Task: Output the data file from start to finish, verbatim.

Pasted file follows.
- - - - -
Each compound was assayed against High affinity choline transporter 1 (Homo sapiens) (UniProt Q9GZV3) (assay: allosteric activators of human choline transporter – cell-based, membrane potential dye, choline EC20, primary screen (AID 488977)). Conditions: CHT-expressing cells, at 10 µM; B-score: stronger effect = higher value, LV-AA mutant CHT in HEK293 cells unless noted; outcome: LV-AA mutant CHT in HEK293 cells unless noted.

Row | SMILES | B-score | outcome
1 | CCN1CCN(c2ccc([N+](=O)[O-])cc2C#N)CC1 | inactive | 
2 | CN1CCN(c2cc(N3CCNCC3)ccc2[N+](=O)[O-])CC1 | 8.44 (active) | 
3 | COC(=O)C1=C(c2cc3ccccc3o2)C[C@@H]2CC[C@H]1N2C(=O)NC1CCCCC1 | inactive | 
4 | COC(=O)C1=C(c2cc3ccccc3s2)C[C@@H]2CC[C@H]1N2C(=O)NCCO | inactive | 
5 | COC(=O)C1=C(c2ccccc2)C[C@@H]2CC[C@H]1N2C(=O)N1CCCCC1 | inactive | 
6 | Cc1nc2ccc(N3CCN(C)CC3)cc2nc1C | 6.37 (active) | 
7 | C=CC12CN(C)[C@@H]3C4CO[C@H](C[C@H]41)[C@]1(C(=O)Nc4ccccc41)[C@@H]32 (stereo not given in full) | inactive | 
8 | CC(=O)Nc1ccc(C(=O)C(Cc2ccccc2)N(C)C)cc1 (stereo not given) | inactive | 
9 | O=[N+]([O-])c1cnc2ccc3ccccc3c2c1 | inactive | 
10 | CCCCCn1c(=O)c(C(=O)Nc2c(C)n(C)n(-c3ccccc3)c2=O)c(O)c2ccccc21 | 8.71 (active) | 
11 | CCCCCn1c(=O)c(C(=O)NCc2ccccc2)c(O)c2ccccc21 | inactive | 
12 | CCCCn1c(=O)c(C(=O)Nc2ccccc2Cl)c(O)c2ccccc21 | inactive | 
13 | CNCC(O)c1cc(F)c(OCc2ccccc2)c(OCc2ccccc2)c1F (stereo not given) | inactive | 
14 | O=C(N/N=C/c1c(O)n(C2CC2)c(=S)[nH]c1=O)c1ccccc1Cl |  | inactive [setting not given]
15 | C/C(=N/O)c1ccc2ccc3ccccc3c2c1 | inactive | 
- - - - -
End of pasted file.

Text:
Each compound was assayed against High affinity choline transporter 1 (Homo sapiens) (UniProt Q9GZV3) (assay: allosteric activators of human choline transporter – cell-based, membrane potential dye, choline EC20, primary screen (AID 488977)). Conditions: CHT-expressing cells, at 10 µM; B-score: stronger effect = higher value, LV-AA mutant CHT in HEK293 cells unless noted; outcome: LV-AA mutant CHT in HEK293 cells unless noted.

Row | SMILES | B-score | outcome
1 | CCN1CCN(c2ccc([N+](=O)[O-])cc2C#N)CC1 | inactive | 
2 | CN1CCN(c2cc(N3CCNCC3)ccc2[N+](=O)[O-])CC1 | 8.44 (active) | 
3 | COC(=O)C1=C(c2cc3ccccc3o2)C[C@@H]2CC[C@H]1N2C(=O)NC1CCCCC1 | inactive | 
4 | COC(=O)C1=C(c2cc3ccccc3s2)C[C@@H]2CC[C@H]1N2C(=O)NCCO | inactive | 
5 | COC(=O)C1=C(c2ccccc2)C[C@@H]2CC[C@H]1N2C(=O)N1CCCCC1 | inactive | 
6 | Cc1nc2ccc(N3CCN(C)CC3)cc2nc1C | 6.37 (active) | 
7 | C=CC12CN(C)[C@@H]3C4CO[C@H](C[C@H]41)[C@]1(C(=O)Nc4ccccc41)[C@@H]32 (stereo not given in full) | inactive | 
8 | CC(=O)Nc1ccc(C(=O)C(Cc2ccccc2)N(C)C)cc1 (stereo not given) | inactive | 
9 | O=[N+]([O-])c1cnc2ccc3ccccc3c2c1 | inactive | 
10 | CCCCCn1c(=O)c(C(=O)Nc2c(C)n(C)n(-c3ccccc3)c2=O)c(O)c2ccccc21 | 8.71 (active) | 
11 | CCCCCn1c(=O)c(C(=O)NCc2ccccc2)c(O)c2ccccc21 | inactive | 
12 | CCCCn1c(=O)c(C(=O)Nc2ccccc2Cl)c(O)c2ccccc21 | inactive | 
13 | CNCC(O)c1cc(F)c(OCc2ccccc2)c(OCc2ccccc2)c1F (stereo not given) | inactive | 
14 | O=C(N/N=C/c1c(O)n(C2CC2)c(=S)[nH]c1=O)c1ccccc1Cl |  | inactive [setting not given]
15 | C/C(=N/O)c1ccc2ccc3ccccc3c2c1 | inactive | 